PITTSBURGH (AP) - The remains of a mentally ill central Pennsylvania woman whose parents told police she jumped from their moving car while driving to a psychiatric clinic last year have been found in woods near where she was last seen.
The remains of Susan Bachman, 37, were found Wednesday as troopers went back to where her parents say she ran into the woods July 4, along Interstate 80 near Brookville, about 80 miles northeast of Pittsburgh.
A state police news release said troopers were preparing for a more detailed search using a cadaver-sniffing dog that had been scheduled for next Monday when they found the remains. Police planned the search after unspecified "new evidence" was found, but they refused further comment Friday, citing the ongoing investigation.
But the dead woman's brother, William Bachman, 45, of New York City, told The Associated Press the family requested the cadaver dog search after learning someone found his sister's purse about four weeks ago.
Her clothes had been found in another location, also near where she first ran away, in September, but her family continued to theorize she had adopted a new identity and traveled across the country, Bachman said.
"I think the theory had been that maybe she found a change of clothes and ditched her old clothes," Bachman said - perhaps stealing new garments from a backyard clothesline or a nearby home in an area.
The woman's parents, Bill and Nancy Bachman of Julian, Centre County, were so convinced their daughter was still alive they established a website, www.findsusanbachman.com , and Facebook page dedicated to drumming up tips and even traveled cross-country on I-80, believing their daughter would have stayed on or near the road. The couple's hopes were buoyed when someone thought they saw Susan Bachman at an I-80 truck stop in Gary, Indiana, a week after she disappeared, her brother said.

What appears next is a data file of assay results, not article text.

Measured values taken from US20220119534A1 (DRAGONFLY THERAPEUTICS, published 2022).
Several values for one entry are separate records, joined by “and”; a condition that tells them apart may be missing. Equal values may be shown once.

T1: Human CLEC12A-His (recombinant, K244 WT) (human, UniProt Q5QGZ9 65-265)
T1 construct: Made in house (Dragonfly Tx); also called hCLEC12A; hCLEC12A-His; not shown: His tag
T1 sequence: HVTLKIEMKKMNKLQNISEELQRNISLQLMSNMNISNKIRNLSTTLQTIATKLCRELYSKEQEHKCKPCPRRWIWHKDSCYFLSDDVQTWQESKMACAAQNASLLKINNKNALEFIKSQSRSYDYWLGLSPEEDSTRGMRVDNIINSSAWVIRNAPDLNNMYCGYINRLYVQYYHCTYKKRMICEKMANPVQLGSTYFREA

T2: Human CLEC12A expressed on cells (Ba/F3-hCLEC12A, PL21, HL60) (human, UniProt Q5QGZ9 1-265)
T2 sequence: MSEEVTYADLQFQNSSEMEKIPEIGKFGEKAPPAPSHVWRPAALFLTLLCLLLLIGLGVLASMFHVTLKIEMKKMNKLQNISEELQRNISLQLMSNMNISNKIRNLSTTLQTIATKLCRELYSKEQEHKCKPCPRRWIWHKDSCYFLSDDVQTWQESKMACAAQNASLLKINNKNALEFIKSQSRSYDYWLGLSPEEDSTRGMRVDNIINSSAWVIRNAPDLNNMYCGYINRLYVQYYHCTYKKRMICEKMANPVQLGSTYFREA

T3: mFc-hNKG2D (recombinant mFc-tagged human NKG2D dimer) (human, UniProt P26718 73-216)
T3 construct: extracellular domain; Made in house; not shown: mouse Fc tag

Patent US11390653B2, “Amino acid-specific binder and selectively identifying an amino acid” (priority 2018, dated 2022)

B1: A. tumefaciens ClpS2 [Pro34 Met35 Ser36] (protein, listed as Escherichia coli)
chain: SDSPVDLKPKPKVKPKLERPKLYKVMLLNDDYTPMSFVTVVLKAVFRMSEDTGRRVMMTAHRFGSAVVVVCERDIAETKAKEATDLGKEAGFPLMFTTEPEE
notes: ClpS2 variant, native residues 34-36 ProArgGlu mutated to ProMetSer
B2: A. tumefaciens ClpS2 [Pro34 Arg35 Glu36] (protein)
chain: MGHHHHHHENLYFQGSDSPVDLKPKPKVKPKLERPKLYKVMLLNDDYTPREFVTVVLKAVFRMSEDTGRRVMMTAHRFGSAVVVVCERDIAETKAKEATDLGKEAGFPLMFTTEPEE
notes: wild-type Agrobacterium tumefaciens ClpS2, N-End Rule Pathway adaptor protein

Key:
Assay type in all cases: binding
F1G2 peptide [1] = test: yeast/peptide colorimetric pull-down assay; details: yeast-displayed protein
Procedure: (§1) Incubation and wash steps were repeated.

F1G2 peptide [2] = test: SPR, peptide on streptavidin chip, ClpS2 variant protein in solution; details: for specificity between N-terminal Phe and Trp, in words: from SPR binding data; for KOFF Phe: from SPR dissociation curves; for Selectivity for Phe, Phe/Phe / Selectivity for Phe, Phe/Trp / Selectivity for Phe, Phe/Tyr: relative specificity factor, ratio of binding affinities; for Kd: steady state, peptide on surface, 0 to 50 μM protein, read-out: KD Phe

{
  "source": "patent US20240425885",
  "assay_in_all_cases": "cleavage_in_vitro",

"I think we still held out the strong hope that she might be out there surviving somewhere and having adopted a new identity," he said. "It becomes psychologically very challenging because you don't know whether to grieve or not because you're left in this holding pattern."
Dennis Dirkmaat, a forensic anthropologist from Mercyhurst University, will examine the remains in hopes of determining how Susan Bachman died, Jefferson County Coroner Bernard Snyder said.
Her remains were quickly identified using dental records, the coroner said, after they were found in a "thick wooded area."
Police wouldn't comment on whether they suspect foul play or simply that the woman died from injuries she may have suffered from jumping out of the car.
The Bachmans have said Susan, who had degrees in nursing and life sciences from Penn State, nonetheless had unspecified "emotional problems" and was headed for a mental evaluation at the Clarion Psychiatric Center when she jumped from the front passenger seat and ran away. They've asked for memorial contributions to the National Alliance on Mental Illness.
"While we're deeply saddened and grieving about my sister's passing, it was really rough going for an extended time not knowing the truth," William Bachman said.
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